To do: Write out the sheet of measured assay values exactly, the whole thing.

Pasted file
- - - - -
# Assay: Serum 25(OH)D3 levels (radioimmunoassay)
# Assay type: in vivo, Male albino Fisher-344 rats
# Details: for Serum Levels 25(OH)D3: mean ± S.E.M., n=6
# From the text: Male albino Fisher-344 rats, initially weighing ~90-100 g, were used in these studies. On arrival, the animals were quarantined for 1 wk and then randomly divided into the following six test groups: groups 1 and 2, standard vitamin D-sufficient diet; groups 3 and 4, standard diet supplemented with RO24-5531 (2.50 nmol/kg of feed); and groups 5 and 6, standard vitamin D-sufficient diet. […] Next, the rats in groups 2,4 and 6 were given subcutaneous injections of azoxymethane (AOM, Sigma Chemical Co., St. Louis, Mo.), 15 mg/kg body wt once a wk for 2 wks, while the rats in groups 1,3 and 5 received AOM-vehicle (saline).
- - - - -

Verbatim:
# Assay: Serum 25(OH)D3 levels (radioimmunoassay)
# Assay type: in vivo, Male albino Fisher-344 rats
# Details: for Serum Levels 25(OH)D3: mean ± S.E.M., n=6
# From the text: Male albino Fisher-344 rats, initially weighing ~90-100 g, were used in these studies. On arrival, the animals were quarantined for 1 wk and then randomly divided into the following six test groups: groups 1 and 2, standard vitamin D-sufficient diet; groups 3 and 4, standard diet supplemented with RO24-5531 (2.50 nmol/kg of feed); and groups 5 and 6, standard vitamin D-sufficient diet. […] Next, the rats in groups 2,4 and 6 were given subcutaneous injections of azoxymethane (AOM, Sigma Chemical Co., St. Louis, Mo.), 15 mg/kg body wt once a wk for 2 wks, while the rats in groups 1,3 and 5 received AOM-vehicle (saline).